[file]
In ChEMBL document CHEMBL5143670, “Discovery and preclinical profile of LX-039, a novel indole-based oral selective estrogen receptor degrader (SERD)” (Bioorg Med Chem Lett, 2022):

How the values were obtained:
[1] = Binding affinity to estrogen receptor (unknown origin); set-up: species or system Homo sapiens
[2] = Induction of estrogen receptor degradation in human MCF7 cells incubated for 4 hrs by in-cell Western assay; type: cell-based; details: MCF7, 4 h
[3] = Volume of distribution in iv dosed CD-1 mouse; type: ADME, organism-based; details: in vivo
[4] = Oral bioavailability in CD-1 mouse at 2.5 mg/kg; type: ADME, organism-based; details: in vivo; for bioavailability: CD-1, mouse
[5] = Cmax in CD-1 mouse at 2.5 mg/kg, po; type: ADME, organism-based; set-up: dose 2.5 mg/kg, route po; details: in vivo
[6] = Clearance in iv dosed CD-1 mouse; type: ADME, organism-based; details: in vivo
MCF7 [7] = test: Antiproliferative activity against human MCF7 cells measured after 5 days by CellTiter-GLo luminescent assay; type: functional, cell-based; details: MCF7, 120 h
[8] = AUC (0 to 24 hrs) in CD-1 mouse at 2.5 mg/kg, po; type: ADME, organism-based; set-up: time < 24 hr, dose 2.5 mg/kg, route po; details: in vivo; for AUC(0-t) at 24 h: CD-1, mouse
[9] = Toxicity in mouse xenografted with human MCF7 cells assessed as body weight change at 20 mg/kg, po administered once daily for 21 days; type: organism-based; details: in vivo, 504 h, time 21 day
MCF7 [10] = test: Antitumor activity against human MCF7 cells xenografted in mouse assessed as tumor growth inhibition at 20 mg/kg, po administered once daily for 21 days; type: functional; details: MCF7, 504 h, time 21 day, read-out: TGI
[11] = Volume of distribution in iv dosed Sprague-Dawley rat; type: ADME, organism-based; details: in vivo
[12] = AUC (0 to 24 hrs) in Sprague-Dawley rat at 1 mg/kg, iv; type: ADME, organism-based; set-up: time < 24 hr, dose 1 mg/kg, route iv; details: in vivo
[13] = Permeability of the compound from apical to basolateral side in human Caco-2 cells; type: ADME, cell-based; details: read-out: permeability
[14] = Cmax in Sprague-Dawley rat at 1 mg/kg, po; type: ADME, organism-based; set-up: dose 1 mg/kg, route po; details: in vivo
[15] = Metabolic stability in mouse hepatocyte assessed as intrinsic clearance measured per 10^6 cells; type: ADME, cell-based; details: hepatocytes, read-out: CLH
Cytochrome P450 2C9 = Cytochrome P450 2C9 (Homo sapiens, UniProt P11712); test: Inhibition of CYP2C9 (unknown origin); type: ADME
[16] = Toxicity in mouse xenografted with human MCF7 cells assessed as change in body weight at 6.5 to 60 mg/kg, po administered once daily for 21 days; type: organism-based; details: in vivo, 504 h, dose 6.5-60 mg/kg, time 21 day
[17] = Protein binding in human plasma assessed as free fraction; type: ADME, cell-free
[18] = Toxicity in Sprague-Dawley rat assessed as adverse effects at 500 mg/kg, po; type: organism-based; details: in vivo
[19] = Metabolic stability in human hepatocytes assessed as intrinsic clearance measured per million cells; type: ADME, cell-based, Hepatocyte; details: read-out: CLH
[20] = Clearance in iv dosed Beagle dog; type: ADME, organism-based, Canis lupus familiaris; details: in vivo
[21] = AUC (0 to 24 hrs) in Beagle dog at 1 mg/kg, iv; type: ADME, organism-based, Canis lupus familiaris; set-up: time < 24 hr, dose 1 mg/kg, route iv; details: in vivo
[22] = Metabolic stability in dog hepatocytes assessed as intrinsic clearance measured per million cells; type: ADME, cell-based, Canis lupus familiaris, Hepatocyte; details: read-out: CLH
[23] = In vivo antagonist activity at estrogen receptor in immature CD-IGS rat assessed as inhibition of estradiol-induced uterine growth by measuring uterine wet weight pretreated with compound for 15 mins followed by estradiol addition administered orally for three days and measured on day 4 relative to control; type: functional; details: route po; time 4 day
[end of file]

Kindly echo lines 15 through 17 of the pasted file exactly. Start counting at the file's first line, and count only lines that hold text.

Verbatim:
[13] = Permeability of the compound from apical to basolateral side in human Caco-2 cells; type: ADME, cell-based; details: read-out: permeability
[14] = Cmax in Sprague-Dawley rat at 1 mg/kg, po; type: ADME, organism-based; set-up: dose 1 mg/kg, route po; details: in vivo
[15] = Metabolic stability in mouse hepatocyte assessed as intrinsic clearance measured per 10^6 cells; type: ADME, cell-based; details: hepatocytes, read-out: CLH